Aman paddy has been planted on 57.60 lakh hectares of land across the country till September 13
A record amount of land has been brought under Aman paddy cultivation this year, compared to last year, despite fear that the farmers may not be able to turn around after being hit hard by the pandemic and protracted floods.
Aman paddy has planted on 57.60 lakh hectares of land across the country till September 13, which is 96.97% of the target, according to the Ministry of Agriculture, the Department of Agricultural Extension (DAE) and farmers.
Last year, farmers cultivated Aman on 55.71 lakh hectares.
This year's floods swept across the country in three phases and lasted for 49 days, sources at the Ministry of Disaster Management and Relief said.
The floods caused a delay in Aman planting and a shortage of seedlings. This cast doubt over whether the farmers would miss the Aman planting season and the cultivation target.
DAE Director General Dr Mohammad Abdul Mueed told The Business Standard, "The target of Aman cultivation was raised this time so that there would be no food crisis amid the pandemic. But the prolonged flooding created uncertainty."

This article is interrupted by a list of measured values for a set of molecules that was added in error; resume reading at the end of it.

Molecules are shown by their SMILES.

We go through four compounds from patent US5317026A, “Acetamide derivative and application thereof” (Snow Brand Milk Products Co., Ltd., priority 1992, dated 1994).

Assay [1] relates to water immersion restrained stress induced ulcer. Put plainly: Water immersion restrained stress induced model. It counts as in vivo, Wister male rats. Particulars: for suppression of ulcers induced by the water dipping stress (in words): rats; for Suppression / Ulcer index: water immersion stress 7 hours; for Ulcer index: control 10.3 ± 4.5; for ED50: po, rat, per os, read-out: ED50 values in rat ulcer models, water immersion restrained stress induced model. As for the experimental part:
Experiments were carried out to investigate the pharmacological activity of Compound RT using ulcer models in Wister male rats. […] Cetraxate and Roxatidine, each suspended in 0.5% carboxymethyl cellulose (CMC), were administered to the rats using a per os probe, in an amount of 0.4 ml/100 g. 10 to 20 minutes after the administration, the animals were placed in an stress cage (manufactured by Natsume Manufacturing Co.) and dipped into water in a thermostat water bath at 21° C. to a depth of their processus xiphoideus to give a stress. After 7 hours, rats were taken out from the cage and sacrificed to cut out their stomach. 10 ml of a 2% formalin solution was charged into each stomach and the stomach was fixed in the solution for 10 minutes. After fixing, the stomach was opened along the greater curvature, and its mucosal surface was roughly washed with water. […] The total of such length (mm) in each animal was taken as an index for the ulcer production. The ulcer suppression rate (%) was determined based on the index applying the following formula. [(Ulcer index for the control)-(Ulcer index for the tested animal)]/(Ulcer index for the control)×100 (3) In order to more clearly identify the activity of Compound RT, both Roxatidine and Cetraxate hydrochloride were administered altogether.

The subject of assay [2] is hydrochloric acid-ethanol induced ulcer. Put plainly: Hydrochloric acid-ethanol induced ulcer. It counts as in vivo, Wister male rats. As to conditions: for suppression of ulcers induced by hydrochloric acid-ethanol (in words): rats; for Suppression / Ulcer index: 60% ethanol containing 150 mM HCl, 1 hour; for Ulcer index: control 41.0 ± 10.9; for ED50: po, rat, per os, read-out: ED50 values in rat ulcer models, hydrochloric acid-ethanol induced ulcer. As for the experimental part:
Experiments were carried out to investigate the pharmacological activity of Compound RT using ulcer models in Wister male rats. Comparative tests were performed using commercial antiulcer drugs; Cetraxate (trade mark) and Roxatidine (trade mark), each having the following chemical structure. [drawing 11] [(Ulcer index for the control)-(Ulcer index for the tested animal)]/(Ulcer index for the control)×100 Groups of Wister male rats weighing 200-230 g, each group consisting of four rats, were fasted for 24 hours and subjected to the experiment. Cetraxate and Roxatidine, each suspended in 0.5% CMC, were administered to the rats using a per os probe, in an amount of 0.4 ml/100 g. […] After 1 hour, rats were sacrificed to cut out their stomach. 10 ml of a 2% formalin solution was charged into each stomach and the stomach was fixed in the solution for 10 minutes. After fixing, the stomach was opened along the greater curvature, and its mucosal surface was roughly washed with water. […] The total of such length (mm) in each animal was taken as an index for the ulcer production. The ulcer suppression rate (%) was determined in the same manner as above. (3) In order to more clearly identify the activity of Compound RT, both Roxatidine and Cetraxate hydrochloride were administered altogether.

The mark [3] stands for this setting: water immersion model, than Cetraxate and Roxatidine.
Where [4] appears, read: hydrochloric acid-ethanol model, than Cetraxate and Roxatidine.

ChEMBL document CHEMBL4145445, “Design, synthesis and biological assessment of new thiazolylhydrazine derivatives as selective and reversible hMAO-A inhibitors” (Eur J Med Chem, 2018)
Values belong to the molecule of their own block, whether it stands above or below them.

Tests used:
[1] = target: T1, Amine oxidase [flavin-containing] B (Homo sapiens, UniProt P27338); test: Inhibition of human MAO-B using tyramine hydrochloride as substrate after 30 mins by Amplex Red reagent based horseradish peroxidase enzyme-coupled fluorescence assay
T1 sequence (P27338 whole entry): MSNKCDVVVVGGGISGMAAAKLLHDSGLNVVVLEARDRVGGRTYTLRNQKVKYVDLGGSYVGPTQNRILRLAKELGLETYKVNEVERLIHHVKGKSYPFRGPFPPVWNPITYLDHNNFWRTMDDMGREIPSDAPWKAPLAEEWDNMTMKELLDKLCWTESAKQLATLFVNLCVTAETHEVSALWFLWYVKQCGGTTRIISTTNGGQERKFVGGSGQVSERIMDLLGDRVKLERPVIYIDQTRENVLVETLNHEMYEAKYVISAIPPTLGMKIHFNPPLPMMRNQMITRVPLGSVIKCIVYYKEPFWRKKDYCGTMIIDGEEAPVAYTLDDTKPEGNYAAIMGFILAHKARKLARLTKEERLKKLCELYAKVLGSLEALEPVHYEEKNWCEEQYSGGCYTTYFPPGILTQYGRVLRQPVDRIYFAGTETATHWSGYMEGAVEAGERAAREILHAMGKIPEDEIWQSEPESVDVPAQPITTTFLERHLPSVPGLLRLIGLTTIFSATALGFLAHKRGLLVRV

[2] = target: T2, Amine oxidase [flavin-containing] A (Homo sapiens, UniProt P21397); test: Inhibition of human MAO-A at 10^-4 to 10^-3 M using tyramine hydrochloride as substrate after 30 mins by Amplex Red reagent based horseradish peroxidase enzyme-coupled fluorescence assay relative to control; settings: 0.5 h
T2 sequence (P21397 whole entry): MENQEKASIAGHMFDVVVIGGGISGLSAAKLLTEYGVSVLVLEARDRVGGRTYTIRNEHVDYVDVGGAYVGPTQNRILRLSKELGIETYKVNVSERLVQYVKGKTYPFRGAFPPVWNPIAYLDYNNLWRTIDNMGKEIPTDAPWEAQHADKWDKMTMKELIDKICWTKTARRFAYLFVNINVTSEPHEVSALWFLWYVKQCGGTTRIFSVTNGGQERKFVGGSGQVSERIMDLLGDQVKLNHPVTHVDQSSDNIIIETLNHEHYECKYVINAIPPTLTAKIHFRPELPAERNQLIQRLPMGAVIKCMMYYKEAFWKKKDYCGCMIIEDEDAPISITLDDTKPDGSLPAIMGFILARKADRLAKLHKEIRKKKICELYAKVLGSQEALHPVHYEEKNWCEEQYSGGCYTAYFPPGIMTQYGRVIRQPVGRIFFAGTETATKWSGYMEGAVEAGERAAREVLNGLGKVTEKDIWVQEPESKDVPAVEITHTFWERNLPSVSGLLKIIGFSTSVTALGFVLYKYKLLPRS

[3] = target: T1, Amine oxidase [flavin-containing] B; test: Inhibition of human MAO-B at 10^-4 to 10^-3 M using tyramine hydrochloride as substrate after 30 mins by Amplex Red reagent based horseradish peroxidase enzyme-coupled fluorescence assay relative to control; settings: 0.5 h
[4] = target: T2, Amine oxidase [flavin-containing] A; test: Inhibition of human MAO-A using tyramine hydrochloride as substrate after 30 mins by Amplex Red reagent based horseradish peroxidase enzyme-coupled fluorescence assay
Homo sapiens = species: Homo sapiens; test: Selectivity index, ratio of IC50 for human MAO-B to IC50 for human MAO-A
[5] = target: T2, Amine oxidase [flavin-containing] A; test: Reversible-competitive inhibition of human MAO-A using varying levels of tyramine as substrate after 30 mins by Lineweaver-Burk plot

"However, we have overcome the situation. Although the cultivation target has not been met completely, Aman farming has broken records," he added.
Growers said the government supplied free fertilisers and seedlings in some flood-hit areas and this encouraged them.
However, farmers of some areas had to buy seedlings at higher prices, sources said.
Hafizur, a farmer from Jamalpur's Sarishabari, said, "I planted paddy as the floodwaters started to recede and thought it would be better to get some produce instead of keeping the land unused."
Mohammad Parvez of Tangail's Dhanbari said, "I prepared a seedbed, sold seedlings and also planted them on my land. Many were unable to prepare seedbeds. So, they bought seedlings and planted them."
Aman paddy farming was delayed for a month in the flood-hit areas this year. However, the planting of the paddy in the unaffected areas was already done.
Agriculture Secretary Md Nasiruzzaman said, "A good return from Boro cultivation and free fertilisers, seeds for Aman planting encouraged the farmers. So, there was good cultivation of Aman."
Drought hit Aman farming hard, but there has been good rainfall at a regular rate this year. So, the farmers are expecting good yields, the DAE officials said.
They cultivated the high-yielding Ufshi variety on 44.47 lakh hectares this year.
Further, hybrid varieties have been planted on 2.40 lakh hectares, local varieties on 7.15 lakh hectares and Bona Aman on 3.12 lakh hectares.
Also, there is no shortage of fertiliser. The stocks of urea, triple superphosphate (TSP), diammonium phosphate (DAP), muriate of potash (MOP) fertilisers are sufficient, according to the DAE.
However, flooding has damaged crops of around Tk1,000 crore this year, the agriculture ministry said.
The extra cultivation of Aman could help the farmers overcome the losses, DAE sources said.